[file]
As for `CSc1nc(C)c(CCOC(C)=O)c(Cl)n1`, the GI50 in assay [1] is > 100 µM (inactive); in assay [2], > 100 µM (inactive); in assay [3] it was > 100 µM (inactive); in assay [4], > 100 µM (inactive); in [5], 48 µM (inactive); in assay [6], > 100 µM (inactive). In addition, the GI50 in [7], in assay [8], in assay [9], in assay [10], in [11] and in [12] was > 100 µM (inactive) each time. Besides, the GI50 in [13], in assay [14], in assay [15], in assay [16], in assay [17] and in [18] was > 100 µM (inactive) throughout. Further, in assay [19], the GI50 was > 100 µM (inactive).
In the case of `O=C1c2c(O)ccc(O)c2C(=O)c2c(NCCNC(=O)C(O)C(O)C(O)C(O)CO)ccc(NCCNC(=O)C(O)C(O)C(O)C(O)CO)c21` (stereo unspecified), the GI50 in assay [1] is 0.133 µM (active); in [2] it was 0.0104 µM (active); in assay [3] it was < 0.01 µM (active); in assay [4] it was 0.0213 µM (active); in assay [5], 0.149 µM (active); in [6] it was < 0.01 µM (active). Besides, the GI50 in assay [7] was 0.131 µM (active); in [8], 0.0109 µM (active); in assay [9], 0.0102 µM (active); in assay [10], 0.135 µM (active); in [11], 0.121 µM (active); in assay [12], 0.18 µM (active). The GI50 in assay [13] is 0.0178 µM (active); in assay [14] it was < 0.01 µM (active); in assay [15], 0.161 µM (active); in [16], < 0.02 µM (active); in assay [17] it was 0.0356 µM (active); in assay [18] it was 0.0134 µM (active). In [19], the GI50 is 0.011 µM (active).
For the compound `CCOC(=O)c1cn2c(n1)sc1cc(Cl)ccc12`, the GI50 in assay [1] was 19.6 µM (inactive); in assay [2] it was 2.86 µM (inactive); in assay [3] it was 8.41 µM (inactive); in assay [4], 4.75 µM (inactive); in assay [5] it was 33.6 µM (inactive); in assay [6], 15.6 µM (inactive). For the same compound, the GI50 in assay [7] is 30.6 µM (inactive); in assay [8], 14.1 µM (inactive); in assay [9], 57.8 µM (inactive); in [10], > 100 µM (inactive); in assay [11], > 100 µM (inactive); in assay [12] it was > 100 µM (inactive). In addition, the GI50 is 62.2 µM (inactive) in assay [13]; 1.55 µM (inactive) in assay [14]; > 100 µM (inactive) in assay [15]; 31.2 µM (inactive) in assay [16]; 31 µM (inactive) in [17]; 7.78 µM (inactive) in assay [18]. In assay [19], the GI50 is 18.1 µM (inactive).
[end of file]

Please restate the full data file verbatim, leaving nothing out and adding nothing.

As for `CSc1nc(C)c(CCOC(C)=O)c(Cl)n1`, the GI50 in assay [1] is > 100 µM (inactive); in assay [2], > 100 µM (inactive); in assay [3] it was > 100 µM (inactive); in assay [4], > 100 µM (inactive); in [5], 48 µM (inactive); in assay [6], > 100 µM (inactive). In addition, the GI50 in [7], in assay [8], in assay [9], in assay [10], in [11] and in [12] was > 100 µM (inactive) each time. Besides, the GI50 in [13], in assay [14], in assay [15], in assay [16], in assay [17] and in [18] was > 100 µM (inactive) throughout. Further, in assay [19], the GI50 was > 100 µM (inactive).
In the case of `O=C1c2c(O)ccc(O)c2C(=O)c2c(NCCNC(=O)C(O)C(O)C(O)C(O)CO)ccc(NCCNC(=O)C(O)C(O)C(O)C(O)CO)c21` (stereo unspecified), the GI50 in assay [1] is 0.133 µM (active); in [2] it was 0.0104 µM (active); in assay [3] it was < 0.01 µM (active); in assay [4] it was 0.0213 µM (active); in assay [5], 0.149 µM (active); in [6] it was < 0.01 µM (active). Besides, the GI50 in assay [7] was 0.131 µM (active); in [8], 0.0109 µM (active); in assay [9], 0.0102 µM (active); in assay [10], 0.135 µM (active); in [11], 0.121 µM (active); in assay [12], 0.18 µM (active). The GI50 in assay [13] is 0.0178 µM (active); in assay [14] it was < 0.01 µM (active); in assay [15], 0.161 µM (active); in [16], < 0.02 µM (active); in assay [17] it was 0.0356 µM (active); in assay [18] it was 0.0134 µM (active). In [19], the GI50 is 0.011 µM (active).
For the compound `CCOC(=O)c1cn2c(n1)sc1cc(Cl)ccc12`, the GI50 in assay [1] was 19.6 µM (inactive); in assay [2] it was 2.86 µM (inactive); in assay [3] it was 8.41 µM (inactive); in assay [4], 4.75 µM (inactive); in assay [5] it was 33.6 µM (inactive); in assay [6], 15.6 µM (inactive). For the same compound, the GI50 in assay [7] is 30.6 µM (inactive); in assay [8], 14.1 µM (inactive); in assay [9], 57.8 µM (inactive); in [10], > 100 µM (inactive); in assay [11], > 100 µM (inactive); in assay [12] it was > 100 µM (inactive). In addition, the GI50 is 62.2 µM (inactive) in assay [13]; 1.55 µM (inactive) in assay [14]; > 100 µM (inactive) in assay [15]; 31.2 µM (inactive) in assay [16]; 31 µM (inactive) in [17]; 7.78 µM (inactive) in assay [18]. In assay [19], the GI50 is 18.1 µM (inactive).